Maybe this is analagous to love, in that love is a chemical addiction that your body "recovers" from relatively quickly. At least, in most guys anyway.

minxljOct 26, 2005 at 7:43AM

I'm a long-time fan of Final Fantasy etc on the Playstation/PS2 so I've been addicted to games for a long time - however, I find my 'addiction' i.e. need to play the games is linked to my workload. I REALLY REALLY want to play the games, but I have so much damn work to do I don't have a life any more (sob, cue the violin)

But, my lovely fiance went and bought me the Nintendo DS and Nintendogs at the weekend as a surprise, and I'm addicted again, cos now I can play while I'm commuting to and from work - ideal!

Alex DorphOct 26, 2005 at 8:12AM

Lol im not addicted, I can stop at any time. I just chose to play 5 hours of quake a day.

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OverwormOct 26, 2005 at 8:32AM

Hello, my name is Overworm.

I am a video game addict.

I've been clean for five years now.

I don't really feel much of an urge to play anymore. Not much.

Thank you.

essOct 26, 2005 at 11:35AM

Another vote for the "sporadic" addict. Right now I'm trying to figure out if I'll use Xmas or Thanksgiving to lock myself up in the house for a five-day binge.

I've never been able to play an hour or two a night like a lot of my friends do. Gotto go whole hog for a weekend, at least.

I'm fairly active, so I don't think a body high has much to do with it (what's sitting on my ass for hours of artificial mayhem compared to a two-hour yoga class or four hours on young horses, endorphin-wise?). For me, gaming is all about the escape.

Escape and my hatred of cut scenes.

zachOct 26, 2005 at 12:54PM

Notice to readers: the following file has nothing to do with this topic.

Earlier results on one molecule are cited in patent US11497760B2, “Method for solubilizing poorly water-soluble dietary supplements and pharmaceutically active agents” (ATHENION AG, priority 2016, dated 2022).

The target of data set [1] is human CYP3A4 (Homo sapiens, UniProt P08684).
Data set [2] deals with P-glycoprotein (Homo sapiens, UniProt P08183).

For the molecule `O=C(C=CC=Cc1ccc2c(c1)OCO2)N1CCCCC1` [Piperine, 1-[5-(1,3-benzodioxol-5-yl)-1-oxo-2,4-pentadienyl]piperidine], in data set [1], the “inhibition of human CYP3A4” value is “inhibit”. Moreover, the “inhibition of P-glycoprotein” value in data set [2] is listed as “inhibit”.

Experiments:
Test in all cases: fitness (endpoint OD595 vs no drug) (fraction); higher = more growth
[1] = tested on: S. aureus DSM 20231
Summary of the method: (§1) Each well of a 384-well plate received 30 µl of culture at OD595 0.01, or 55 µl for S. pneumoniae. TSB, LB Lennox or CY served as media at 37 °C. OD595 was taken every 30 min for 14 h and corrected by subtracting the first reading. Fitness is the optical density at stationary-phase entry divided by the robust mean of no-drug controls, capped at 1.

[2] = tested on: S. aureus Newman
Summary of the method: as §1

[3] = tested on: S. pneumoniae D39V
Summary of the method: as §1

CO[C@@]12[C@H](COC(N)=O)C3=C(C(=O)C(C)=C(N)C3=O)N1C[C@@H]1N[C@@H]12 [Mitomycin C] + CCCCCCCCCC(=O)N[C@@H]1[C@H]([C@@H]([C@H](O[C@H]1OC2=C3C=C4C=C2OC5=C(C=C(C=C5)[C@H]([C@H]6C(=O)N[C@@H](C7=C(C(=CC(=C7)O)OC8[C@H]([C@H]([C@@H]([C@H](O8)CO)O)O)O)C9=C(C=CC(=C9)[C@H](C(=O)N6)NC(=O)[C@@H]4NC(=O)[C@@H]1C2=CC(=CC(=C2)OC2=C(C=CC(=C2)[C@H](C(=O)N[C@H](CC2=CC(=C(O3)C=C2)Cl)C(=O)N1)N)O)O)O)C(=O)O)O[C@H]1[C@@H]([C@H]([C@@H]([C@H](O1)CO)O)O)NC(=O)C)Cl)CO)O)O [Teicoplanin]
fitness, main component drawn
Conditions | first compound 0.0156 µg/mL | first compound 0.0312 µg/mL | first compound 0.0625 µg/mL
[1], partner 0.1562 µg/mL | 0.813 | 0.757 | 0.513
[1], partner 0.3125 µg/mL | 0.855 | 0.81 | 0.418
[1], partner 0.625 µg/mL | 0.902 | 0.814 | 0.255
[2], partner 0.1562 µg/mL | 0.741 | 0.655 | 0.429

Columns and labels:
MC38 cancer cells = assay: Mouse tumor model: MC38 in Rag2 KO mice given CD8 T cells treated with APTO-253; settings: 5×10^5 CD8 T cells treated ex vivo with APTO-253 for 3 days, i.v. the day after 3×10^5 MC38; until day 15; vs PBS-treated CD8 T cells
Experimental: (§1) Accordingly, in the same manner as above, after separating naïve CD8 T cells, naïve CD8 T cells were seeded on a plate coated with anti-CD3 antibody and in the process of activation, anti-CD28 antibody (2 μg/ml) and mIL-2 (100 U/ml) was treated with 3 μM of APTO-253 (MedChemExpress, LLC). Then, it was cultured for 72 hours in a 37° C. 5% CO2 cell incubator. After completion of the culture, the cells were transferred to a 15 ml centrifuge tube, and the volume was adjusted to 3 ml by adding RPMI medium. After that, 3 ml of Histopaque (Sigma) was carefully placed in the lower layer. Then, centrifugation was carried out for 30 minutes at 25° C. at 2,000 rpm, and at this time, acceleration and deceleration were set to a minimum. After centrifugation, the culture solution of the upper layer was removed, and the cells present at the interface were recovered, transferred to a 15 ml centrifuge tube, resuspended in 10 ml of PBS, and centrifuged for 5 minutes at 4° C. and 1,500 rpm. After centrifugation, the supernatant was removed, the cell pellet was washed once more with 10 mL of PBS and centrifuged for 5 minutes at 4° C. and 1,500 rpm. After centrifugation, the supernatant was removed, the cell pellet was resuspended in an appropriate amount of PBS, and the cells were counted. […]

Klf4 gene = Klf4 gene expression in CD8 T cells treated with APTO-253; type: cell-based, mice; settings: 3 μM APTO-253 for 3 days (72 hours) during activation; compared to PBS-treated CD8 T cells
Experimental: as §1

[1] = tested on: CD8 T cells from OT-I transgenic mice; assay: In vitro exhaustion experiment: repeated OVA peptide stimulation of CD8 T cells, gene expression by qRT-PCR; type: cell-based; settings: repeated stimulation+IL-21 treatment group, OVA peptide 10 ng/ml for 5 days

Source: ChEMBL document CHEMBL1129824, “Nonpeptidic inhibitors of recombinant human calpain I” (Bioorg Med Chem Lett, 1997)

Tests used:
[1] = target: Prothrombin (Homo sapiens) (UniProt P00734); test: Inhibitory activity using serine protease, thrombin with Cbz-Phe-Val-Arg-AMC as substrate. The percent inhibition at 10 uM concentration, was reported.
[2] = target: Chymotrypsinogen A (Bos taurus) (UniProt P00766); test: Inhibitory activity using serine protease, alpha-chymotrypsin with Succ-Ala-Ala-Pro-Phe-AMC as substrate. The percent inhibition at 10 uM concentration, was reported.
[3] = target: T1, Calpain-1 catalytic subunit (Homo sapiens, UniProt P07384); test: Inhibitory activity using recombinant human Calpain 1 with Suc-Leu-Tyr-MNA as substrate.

I'm addicted to games too. For me, the game of the day is BF2. I play it for hours every day, and yet, while I play it, I find myself reaching levels of frustration and anger that I NEVER reach when in the real world. The author of the Wired article hit the nail right on the head when he said you notice flaws in game design and mechanics. I have come to realize that the Battlefield series is riddled with these things, as well as very, very poor design oversights and decisions. This results in about 50% fun, and 50% total frustration. Maybe 30/70 to be honest.

One day I will stop and never go back. I quit smoking after 13 years of unchecked addiction to ciggarettes, cold turkey, and have not had so much as a drag in probably going on 4 years now. I also quit drinking sodas in the same way. I play to do the same with videogames, but it has to happen from the inside... that switch has to be flipped, after which it will stay on forever (or off).

AAAAAAAnyway, gonna go shoot some insurgents.

Wish me luck,

Mark M. SmithOct 26, 2005 at 1:09PM

I've definitely noticed this behavior time and time again not only in myself, but also my girlfriend. Typically though I don't find that I become bored with a game, it's just that something else happens, e.g. I beat it, a new game comes out and demands my attention, I get bogged down in some other aspect of my life. Once there is an interruption I drop out and the fix is usually broken. Similar obsessions can crop up in other areas of my life (e.g. a greater focus on hi-fi broken only once I purchase some new equipment and sate my lust), but none are as persistant and recurrant as with gaming.

Thus while the other hypotheses are somewhat interesting I find that it functions more as an addiction that requires feeding to maintain. I'm only obsessed as long as I can continue playing, but shift my focus and suddenly it's gone... just waiting to return again at some later time.

Now, I must be off to pick up a copy of Civilization IV and lose the next few weeks of my life. If it's anything like the previous iterations I'd probably be safer just spending $50 on crack instead.

wahOct 26, 2005 at 3:17PM

Now, I must be off to pick up a copy of Civilization IV and lose the next few weeks of my life. If it's anything like the previous iterations I'd probably be safer just spending $50 on crack instead.

You don't get high scores for smoking crack. Which is about the only difference between it and Civ IV. I might have destroyed my brother's marriage by mentioning to him that it was coming out this week. Looks awesome.

This thread is closed to new comments. Thanks to everyone who responded.